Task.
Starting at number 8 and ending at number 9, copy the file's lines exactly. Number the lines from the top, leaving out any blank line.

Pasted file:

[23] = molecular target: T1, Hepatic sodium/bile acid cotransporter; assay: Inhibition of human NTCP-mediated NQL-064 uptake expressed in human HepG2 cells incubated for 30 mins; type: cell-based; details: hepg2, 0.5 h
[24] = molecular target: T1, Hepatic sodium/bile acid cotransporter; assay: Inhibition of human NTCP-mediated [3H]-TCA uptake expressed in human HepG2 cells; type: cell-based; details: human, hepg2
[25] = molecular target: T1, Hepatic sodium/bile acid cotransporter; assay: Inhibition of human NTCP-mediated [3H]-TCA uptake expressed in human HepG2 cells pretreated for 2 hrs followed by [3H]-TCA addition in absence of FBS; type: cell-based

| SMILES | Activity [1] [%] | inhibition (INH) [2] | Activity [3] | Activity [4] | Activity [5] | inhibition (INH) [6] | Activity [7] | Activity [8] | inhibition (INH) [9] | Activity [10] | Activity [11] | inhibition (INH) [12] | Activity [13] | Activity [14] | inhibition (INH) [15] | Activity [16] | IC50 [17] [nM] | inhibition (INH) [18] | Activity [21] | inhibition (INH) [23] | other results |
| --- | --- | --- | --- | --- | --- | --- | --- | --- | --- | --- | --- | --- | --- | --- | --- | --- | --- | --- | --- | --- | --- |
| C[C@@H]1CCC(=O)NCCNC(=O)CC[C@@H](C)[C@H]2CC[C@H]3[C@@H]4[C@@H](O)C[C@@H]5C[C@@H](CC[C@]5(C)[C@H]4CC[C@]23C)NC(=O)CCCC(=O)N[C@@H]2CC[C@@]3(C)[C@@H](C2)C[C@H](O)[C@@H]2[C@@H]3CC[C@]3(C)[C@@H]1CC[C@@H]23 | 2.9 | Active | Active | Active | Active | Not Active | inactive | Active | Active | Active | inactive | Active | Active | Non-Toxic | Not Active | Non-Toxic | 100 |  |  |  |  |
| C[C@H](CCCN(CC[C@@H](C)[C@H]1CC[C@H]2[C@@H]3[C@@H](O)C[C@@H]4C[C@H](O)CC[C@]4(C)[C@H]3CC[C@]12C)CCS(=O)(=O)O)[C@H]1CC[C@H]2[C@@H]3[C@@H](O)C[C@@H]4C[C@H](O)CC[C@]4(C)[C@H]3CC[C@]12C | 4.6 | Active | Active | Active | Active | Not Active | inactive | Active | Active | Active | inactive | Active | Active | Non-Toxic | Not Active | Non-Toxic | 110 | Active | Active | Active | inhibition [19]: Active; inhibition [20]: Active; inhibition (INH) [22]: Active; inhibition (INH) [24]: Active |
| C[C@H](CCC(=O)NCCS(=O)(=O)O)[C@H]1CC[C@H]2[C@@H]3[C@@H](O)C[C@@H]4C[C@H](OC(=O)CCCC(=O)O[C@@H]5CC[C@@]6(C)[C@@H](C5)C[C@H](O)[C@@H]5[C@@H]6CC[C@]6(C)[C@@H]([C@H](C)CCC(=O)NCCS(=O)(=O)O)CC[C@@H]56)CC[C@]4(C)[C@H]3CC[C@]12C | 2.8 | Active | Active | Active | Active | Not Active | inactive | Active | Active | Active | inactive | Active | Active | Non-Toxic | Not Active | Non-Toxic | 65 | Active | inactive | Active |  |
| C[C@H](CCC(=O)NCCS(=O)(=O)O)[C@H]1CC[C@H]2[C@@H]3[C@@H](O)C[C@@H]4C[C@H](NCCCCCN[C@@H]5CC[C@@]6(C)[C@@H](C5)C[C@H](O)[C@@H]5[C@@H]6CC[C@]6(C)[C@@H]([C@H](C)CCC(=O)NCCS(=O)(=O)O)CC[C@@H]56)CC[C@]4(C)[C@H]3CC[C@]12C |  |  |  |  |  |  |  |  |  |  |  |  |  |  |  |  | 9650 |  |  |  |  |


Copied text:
| C[C@H](CCC(=O)NCCS(=O)(=O)O)[C@H]1CC[C@H]2[C@@H]3[C@@H](O)C[C@@H]4C[C@H](OC(=O)CCCC(=O)O[C@@H]5CC[C@@]6(C)[C@@H](C5)C[C@H](O)[C@@H]5[C@@H]6CC[C@]6(C)[C@@H]([C@H](C)CCC(=O)NCCS(=O)(=O)O)CC[C@@H]56)CC[C@]4(C)[C@H]3CC[C@]12C | 2.8 | Active | Active | Active | Active | Not Active | inactive | Active | Active | Active | inactive | Active | Active | Non-Toxic | Not Active | Non-Toxic | 65 | Active | inactive | Active |  |
| C[C@H](CCC(=O)NCCS(=O)(=O)O)[C@H]1CC[C@H]2[C@@H]3[C@@H](O)C[C@@H]4C[C@H](NCCCCCN[C@@H]5CC[C@@]6(C)[C@@H](C5)C[C@H](O)[C@@H]5[C@@H]6CC[C@]6(C)[C@@H]([C@H](C)CCC(=O)NCCS(=O)(=O)O)CC[C@@H]56)CC[C@]4(C)[C@H]3CC[C@]12C |  |  |  |  |  |  |  |  |  |  |  |  |  |  |  |  | 9650 |  |  |  |  |